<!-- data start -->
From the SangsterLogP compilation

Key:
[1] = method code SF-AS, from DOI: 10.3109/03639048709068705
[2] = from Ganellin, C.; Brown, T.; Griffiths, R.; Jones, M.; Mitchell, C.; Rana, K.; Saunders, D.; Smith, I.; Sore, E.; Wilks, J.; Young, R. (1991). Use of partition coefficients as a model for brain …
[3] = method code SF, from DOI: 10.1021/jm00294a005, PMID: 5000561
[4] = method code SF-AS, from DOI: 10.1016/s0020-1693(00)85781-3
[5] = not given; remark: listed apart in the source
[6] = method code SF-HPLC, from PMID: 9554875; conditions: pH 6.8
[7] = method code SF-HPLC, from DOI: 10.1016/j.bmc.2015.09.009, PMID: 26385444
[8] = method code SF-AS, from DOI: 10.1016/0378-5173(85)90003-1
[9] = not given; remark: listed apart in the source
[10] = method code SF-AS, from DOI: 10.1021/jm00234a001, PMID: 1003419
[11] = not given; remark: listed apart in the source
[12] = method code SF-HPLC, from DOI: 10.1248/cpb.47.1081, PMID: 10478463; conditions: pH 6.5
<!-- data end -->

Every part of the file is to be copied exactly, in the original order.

From the SangsterLogP compilation

Key:
[1] = method code SF-AS, from DOI: 10.3109/03639048709068705
[2] = from Ganellin, C.; Brown, T.; Griffiths, R.; Jones, M.; Mitchell, C.; Rana, K.; Saunders, D.; Smith, I.; Sore, E.; Wilks, J.; Young, R. (1991). Use of partition coefficients as a model for brain …
[3] = method code SF, from DOI: 10.1021/jm00294a005, PMID: 5000561
[4] = method code SF-AS, from DOI: 10.1016/s0020-1693(00)85781-3
[5] = not given; remark: listed apart in the source
[6] = method code SF-HPLC, from PMID: 9554875; conditions: pH 6.8
[7] = method code SF-HPLC, from DOI: 10.1016/j.bmc.2015.09.009, PMID: 26385444
[8] = method code SF-AS, from DOI: 10.1016/0378-5173(85)90003-1
[9] = not given; remark: listed apart in the source
[10] = method code SF-AS, from DOI: 10.1021/jm00234a001, PMID: 1003419
[11] = not given; remark: listed apart in the source
[12] = method code SF-HPLC, from DOI: 10.1248/cpb.47.1081, PMID: 10478463; conditions: pH 6.5